Table of Contents Back to Top
- FOR FURTHER INFORMATION CONTACT:
- SUPPLEMENTARY INFORMATION:
- Background on Viticultural Areas
- TTB Authority
- Eagle Foothills Petition
- Name Evidence
- Boundary Evidence
- Distinguishing Features
- Summary of Distinguishing Features
- Comparison of the Proposed Eagle Foothills AVA to the Existing Snake River Valley AVA
- Snake River Valley AVA
- TTB Determination
- Boundary Description
- Impact on Current Wine Labels
- Public Participation
- Comments Invited
- Submitting Comments
- Public Disclosure
- Regulatory Flexibility Act
- Executive Order 12866
- Drafting Information
- List of Subjects in 27 CFR Part 9
- Proposed Regulatory Amendment
- PART 9—AMERICAN VITICULTURAL AREAS
- Subpart C—Approved American Viticultural Areas
DATES: Back to Top
Comments must be received by June 15, 2015.
ADDRESSES: Back to Top
Please send your comments on this notice to one of the following addresses:
- Internet: http://www.regulations.gov (via the online comment form for this notice as posted within Docket No. TTB-2015-0006 at “Regulations.gov,” the Federal e-rulemaking portal);
- U.S. Mail: Director, Regulations and Rulings Division, Alcohol and Tobacco Tax and Trade Bureau, 1310 G Street NW., Box 12, Washington, DC 20005; or
- Hand delivery/courier in lieu of mail: Alcohol and Tobacco Tax and Trade Bureau, 1310 G Street NW., Suite 200-E, Washington, DC 20005.
See the Public Participation section of this notice for specific instructions and requirements for submitting comments, and for information on how to request a public hearing or view or obtain copies of the petition and supporting materials.
FOR FURTHER INFORMATION CONTACT: Back to Top
Karen A. Thornton, Regulations and Rulings Division, Alcohol and Tobacco Tax and Trade Bureau, 1310 G Street NW., Box 12, Washington, DC 20005; phone 202-453-1039, ext. 175.
SUPPLEMENTARY INFORMATION: Back to Top
Background on Viticultural Areas Back to Top
Section 105(e) of the Federal Alcohol Administration Act (FAA Act), 27 U.S.C. 205(e), authorizes the Secretary of the Treasury to prescribe regulations for the labeling of wine, distilled spirits, and malt beverages. The FAA Act provides that these regulations should, among other things, prohibit consumer deception and the use of misleading statements on labels and ensure that labels provide the consumer with adequate information as to the identity and quality of the product. The Alcohol and Tobacco Tax and Trade Bureau (TTB) administers the FAA Act pursuant to section 1111(d) of the Homeland Security Act of 2002, codified at 6 U.S.C. 531(d). The Secretary has delegated various authorities through Treasury Department Order 120-01 (Revised), dated December 10, 2013, to the TTB Administrator to perform the functions and duties in the administration and enforcement of this law.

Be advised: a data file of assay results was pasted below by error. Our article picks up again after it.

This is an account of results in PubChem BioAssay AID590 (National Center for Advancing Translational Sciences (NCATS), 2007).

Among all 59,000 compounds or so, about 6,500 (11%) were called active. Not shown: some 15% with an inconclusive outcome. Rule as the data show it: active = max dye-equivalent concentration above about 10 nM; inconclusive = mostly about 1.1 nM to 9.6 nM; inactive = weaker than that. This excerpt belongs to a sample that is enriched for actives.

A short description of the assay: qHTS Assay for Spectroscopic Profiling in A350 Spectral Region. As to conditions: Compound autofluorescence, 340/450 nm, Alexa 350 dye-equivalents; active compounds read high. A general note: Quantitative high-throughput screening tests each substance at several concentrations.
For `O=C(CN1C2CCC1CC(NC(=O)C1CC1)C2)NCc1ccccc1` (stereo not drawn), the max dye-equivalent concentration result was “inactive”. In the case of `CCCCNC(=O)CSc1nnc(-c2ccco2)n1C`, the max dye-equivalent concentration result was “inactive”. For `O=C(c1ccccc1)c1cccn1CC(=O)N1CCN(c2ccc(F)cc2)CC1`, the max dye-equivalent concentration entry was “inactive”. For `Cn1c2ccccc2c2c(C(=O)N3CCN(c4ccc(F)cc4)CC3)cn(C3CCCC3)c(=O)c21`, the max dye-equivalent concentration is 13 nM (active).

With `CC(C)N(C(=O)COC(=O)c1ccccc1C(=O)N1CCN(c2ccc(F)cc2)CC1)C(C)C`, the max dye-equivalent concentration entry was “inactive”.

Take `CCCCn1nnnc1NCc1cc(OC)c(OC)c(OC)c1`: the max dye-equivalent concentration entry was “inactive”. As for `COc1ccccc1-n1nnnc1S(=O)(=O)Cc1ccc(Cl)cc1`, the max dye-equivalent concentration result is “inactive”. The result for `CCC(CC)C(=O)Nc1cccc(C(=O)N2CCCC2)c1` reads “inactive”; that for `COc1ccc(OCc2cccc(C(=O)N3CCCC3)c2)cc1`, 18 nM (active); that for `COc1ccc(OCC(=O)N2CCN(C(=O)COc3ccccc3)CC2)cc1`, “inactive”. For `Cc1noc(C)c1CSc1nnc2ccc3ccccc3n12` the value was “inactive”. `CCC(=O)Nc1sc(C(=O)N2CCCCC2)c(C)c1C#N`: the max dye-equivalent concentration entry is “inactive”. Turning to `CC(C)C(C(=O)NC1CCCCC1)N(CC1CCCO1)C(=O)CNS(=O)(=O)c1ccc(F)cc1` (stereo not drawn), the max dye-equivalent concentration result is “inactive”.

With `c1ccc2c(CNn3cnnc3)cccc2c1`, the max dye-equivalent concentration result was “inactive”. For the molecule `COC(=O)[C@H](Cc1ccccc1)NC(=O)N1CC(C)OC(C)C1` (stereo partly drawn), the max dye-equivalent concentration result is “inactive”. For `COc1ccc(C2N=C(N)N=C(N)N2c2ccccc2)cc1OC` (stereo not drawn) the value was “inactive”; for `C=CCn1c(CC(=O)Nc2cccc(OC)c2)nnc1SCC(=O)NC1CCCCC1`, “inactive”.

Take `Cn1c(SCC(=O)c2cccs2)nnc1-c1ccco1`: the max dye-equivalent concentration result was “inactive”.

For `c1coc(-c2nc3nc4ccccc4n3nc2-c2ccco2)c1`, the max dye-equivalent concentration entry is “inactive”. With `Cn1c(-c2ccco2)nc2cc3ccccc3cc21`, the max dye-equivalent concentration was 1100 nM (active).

Part 4 of the TTB regulations (27 CFR part 4) authorizes TTB to establish definitive viticultural areas and regulate the use of their names as appellations of origin on wine labels and in wine advertisements. Part 9 of the TTB regulations (27 CFR part 9) sets forth standards for the preparation and submission of petitions for the establishment or modification of American viticultural areas (AVAs) and lists the approved AVAs.
Section 4.25(e)(1)(i) of the TTB regulations (27 CFR 4.25(e)(1)(i)) defines a viticultural area for American wine as a delimited grape-growing region having distinguishing features, as described in part 9 of the regulations, and a name and a delineated boundary, as established in part 9 of the regulations. These designations allow vintners and consumers to attribute a given quality, reputation, or other characteristic of a wine made from grapes grown in an area to the wine's geographic origin. The establishment of AVAs allows vintners to describe more accurately the origin of their wines to consumers and helps consumers to identify wines they may purchase. Establishment of an AVA is neither an approval nor an endorsement by TTB of the wine produced in that area.
Section 4.25(e)(2) of the TTB regulations (27 CFR 4.25(e)(2)) outlines the procedure for proposing an AVA and provides that any interested party may petition TTB to establish a grape-growing region as an AVA. Section 9.12 of the TTB regulations (27 CFR 9.12) prescribes the standards for petitions for the establishment or modification of AVAs. Petitions to establish an AVA must include the following:
- Evidence that the area within the proposed AVA boundary is nationally or locally known by the AVA name specified in the petition;
- An explanation of the basis for defining the boundary of the proposed AVA;
- A narrative description of the features of the proposed AVA affecting viticulture, such as climate, geology, soils, physical features, and elevation, that make the proposed AVA distinctive and distinguish it from adjacent areas outside the proposed viticultural AVA;
- The appropriate United States Geological Survey (USGS) map(s) showing the location of the proposed AVA, with the boundary of the proposed AVA clearly drawn thereon; and
- A detailed narrative description of the proposed AVA boundary based on USGS map markings.
Eagle Foothills Petition Back to Top